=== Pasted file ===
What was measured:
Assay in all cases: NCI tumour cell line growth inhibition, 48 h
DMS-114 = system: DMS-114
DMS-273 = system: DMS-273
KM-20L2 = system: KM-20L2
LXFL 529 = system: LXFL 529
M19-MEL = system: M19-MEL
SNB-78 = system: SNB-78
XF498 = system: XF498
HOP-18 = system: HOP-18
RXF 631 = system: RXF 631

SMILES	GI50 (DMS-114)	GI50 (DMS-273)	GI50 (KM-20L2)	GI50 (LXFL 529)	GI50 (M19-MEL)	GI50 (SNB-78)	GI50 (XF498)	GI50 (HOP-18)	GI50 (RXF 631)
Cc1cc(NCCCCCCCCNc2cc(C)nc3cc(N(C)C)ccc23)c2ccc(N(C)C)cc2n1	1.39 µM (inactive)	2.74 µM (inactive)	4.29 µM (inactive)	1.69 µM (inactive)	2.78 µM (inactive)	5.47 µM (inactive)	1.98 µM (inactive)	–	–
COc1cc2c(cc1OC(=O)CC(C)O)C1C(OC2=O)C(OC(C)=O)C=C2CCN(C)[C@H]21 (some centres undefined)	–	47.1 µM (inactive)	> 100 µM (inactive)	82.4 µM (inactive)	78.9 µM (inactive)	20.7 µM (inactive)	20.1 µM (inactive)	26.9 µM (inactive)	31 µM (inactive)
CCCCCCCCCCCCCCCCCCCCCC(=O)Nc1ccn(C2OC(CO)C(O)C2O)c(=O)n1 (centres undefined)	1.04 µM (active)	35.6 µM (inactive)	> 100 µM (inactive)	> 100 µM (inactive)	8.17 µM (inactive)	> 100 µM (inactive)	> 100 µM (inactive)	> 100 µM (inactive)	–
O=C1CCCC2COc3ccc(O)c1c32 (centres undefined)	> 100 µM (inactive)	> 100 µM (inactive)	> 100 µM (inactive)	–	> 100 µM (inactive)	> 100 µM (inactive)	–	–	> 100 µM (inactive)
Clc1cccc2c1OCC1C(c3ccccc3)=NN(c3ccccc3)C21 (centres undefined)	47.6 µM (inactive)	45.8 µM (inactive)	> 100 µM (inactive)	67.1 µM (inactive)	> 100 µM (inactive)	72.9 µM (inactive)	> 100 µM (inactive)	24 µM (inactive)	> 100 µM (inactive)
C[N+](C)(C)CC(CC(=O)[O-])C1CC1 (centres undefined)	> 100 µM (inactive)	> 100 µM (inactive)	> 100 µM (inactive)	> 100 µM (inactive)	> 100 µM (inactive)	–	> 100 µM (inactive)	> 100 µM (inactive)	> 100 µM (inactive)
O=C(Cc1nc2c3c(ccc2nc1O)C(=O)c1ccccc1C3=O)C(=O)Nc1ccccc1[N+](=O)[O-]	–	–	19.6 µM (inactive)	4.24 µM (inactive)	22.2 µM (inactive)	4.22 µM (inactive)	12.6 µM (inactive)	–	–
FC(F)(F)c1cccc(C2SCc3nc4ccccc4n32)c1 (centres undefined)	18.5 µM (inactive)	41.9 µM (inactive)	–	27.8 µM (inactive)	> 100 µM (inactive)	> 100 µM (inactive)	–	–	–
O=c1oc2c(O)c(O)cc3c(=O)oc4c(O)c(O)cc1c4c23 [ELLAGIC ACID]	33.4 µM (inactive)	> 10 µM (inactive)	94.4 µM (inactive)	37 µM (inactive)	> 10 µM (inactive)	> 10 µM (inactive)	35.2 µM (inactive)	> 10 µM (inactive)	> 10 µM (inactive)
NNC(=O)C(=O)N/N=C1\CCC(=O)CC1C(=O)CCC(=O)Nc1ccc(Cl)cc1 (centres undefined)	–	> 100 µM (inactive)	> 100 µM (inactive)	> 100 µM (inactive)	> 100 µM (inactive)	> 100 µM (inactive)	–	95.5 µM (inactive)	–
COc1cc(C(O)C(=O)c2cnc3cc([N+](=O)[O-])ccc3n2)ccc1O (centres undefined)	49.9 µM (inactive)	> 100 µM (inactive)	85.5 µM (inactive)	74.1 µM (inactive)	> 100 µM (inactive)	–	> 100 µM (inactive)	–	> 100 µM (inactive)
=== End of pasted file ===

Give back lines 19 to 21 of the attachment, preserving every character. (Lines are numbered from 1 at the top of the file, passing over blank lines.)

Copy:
O=C(Cc1nc2c3c(ccc2nc1O)C(=O)c1ccccc1C3=O)C(=O)Nc1ccccc1[N+](=O)[O-]	–	–	19.6 µM (inactive)	4.24 µM (inactive)	22.2 µM (inactive)	4.22 µM (inactive)	12.6 µM (inactive)	–	–
FC(F)(F)c1cccc(C2SCc3nc4ccccc4n32)c1 (centres undefined)	18.5 µM (inactive)	41.9 µM (inactive)	–	27.8 µM (inactive)	> 100 µM (inactive)	> 100 µM (inactive)	–	–	–
O=c1oc2c(O)c(O)cc3c(=O)oc4c(O)c(O)cc1c4c23 [ELLAGIC ACID]	33.4 µM (inactive)	> 10 µM (inactive)	94.4 µM (inactive)	37 µM (inactive)	> 10 µM (inactive)	> 10 µM (inactive)	35.2 µM (inactive)	> 10 µM (inactive)	> 10 µM (inactive)